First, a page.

Crossing the bridge from Malaysia into Singapore was like stepping into another world. Suddenly, traffic laws and pedestrian crossings were obeyed, sidewalks lined the streets, people waited in lines, and the air and streets were noticeably cleaner. Singapore is undoubtedly one of the cleanest cities I have ever visited.
It’s also incredibly beautiful, (at least for those who can see the beauty in a city, a category I definitely fall into). After only a few hours in the city, I could already sense that Singapore would be near the top of my list of favourite cities around the world. As a global commerce, financial and transportation hub, Singapore is the world’s only island city-state. (We were there more than anything to use the city as a transportation hub as it had the cheapest plane tickets to Manila, the Philippines).
Our first day in the city we spent walking around the central business district (CBD) walking over 25,000 steps (my phone tracks that…). We admired the sky scrapers we hadn’t seen in ages and looped back along the riverbank. Singapore has seemingly put a great deal of money into art strategically spread out through the city, especially along the Singapore River.
Because posing with art is fun <3:
We wandered from Bayfront to Clark Quay, down both sides of the Singapore River. We walked past Raffles Place and admired the modern architectural skyline backdrop behind the old shop houses that lined the Singapore Riverbank. We stumbled upon old British colonial buildings, and so much more. Although we walked a ton, everything is connected with an efficient and easy-to-use transport system that we happily hopped on when our legs started to tire (or more accurately, when we needed a cool down from the intense heat).
As the sun began to set, we positioned ourselves to watch the Wonder Full Light & Water Show at Marina Bay Sands from across the river. *You can watch the show from either side of the river, but the lasers are more visible from the side across from the hotel where you can get the full view; however, you miss most of the water show which is too far away to notice and can’t hear the music. Honestly, it wasn’t that spectacular (it looks better in the photo than I remember it!) but if you’re in the area, it’s worth stopping for. There are two shows a day – at 20:00 and 21:30 with an additional 23:00 show on Fri & Sat.
Following the show, we headed over to the opposite side of the river to go to the top of the Marina Bay Sands – the building where the lights had been coming from. We were told by a friend that you can get to the top for free if you go to the restaurant but found out once we arrived that men need to be wearing pants and shoes. Dan was in shorts and we didn’t have much time in Singapore – nor was there any way I was getting Dan into pants in the near unbearable heat. So, we paid S$22 each for tickets to the Sands SkyPark Observation Deck , 57 levels up and boasting panoramic vistas of stunning Marina Bay and the ‘world-class cityscape’. Cited as the ‘best vantage point in the city’ we thoroughly enjoyed the gorgeous night views and even caught the second Wonder Full Light & Water Show (which, again – is nothing to go out of your way for).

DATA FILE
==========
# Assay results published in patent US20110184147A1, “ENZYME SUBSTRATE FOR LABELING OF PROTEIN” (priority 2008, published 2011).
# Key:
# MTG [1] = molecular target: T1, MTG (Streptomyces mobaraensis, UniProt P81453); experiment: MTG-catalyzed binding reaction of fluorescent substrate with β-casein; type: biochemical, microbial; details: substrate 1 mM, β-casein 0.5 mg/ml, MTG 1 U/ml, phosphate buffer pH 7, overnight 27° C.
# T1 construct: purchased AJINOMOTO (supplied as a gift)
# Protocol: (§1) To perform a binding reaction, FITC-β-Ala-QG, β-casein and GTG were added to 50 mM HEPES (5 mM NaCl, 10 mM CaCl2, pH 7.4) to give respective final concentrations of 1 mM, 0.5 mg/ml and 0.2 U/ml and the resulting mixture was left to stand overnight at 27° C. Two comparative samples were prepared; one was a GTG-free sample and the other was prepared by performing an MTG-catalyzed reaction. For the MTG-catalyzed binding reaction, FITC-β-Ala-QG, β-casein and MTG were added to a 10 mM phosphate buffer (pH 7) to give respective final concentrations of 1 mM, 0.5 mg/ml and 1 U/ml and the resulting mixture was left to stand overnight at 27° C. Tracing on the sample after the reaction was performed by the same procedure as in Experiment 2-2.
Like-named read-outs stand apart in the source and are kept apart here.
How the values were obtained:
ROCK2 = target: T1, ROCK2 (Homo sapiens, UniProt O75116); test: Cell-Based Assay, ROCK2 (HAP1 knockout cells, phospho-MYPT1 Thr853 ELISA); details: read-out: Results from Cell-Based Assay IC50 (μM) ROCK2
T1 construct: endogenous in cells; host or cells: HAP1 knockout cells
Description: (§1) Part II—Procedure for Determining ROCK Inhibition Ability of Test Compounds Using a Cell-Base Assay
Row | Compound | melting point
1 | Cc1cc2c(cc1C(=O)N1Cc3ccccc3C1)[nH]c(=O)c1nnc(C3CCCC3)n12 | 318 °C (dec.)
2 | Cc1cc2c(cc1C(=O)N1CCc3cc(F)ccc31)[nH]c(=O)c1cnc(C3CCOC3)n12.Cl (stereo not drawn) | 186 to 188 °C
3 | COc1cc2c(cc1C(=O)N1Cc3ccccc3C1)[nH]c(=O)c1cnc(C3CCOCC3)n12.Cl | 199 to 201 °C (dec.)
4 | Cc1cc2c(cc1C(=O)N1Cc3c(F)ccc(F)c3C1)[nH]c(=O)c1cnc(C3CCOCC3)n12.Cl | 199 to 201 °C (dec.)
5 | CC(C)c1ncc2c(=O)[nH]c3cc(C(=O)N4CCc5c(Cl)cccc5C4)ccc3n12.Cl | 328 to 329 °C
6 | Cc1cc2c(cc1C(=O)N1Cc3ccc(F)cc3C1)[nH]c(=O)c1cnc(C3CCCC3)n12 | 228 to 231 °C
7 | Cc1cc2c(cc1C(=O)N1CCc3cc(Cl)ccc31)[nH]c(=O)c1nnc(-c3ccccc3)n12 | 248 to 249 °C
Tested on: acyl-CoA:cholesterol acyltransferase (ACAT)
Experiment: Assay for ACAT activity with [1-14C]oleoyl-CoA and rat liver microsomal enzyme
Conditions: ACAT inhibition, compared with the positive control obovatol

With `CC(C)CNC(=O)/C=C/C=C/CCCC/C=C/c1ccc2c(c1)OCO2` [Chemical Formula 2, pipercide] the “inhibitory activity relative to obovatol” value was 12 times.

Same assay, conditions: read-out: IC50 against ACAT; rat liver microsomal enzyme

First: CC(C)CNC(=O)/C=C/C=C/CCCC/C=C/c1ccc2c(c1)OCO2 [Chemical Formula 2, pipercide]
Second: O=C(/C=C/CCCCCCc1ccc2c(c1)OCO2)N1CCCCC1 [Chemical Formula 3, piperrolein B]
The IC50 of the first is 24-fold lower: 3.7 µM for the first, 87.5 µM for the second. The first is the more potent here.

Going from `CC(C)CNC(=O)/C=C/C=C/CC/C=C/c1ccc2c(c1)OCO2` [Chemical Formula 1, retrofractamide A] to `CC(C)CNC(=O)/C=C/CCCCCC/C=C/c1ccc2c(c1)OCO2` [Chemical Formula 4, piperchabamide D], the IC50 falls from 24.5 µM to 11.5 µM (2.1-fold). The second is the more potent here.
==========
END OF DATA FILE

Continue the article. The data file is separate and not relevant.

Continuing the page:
Our second day we headed into Chinatown to mow down on the city’s best hawker food, at the city’s largest Hawker Centre: Maxwell Food Centre. Of course, like many Southeast Asian countries, Singapore is as much about the food as anything else. While Singapore has many high-end restaurants, some of its best local dishes are prepared in crowded, open-air markets (hawker centres) by experts using recipes honed for generations and I couldn’t wait to taste them!
Our first stop was the famous “Tian Tian Hainanese Chicken Rice” stall. It’s often referred to as the most famous chicken rice stall in the world – there’s a picture on their stall of Anthony Boudain eating there as well as a sticker showing the results of a cook-off with Gordon Ramsay (which he lost). Obviously, we ordered the chicken rice. When I saw the plate of plain-looking rice topped with plain chicken, I was a little dubious – but after the first bite I was impressed! It amazed and surprised me how much flavour was packed into the dish – I didn’t even need the dipping sauce!
The next dish we searched for was “Carrot Cake.” We had no particular stall in mind, we just wanted to sample the famous dish, which is definitely not what you think it is (or what it’s name suggests). This savoury carrot cake has no carrot in it and is commonly referred to as ‘chai tow kway’ in the Teochew dialect. The core ingredients of the cake are rice flour and white radish which some call white carrot (hence the name). The mixture is steamed, then cut into cubes and fried with garlic, eggs and preserved radish and either served black (fried with sweet dark soya sauce) or white (original).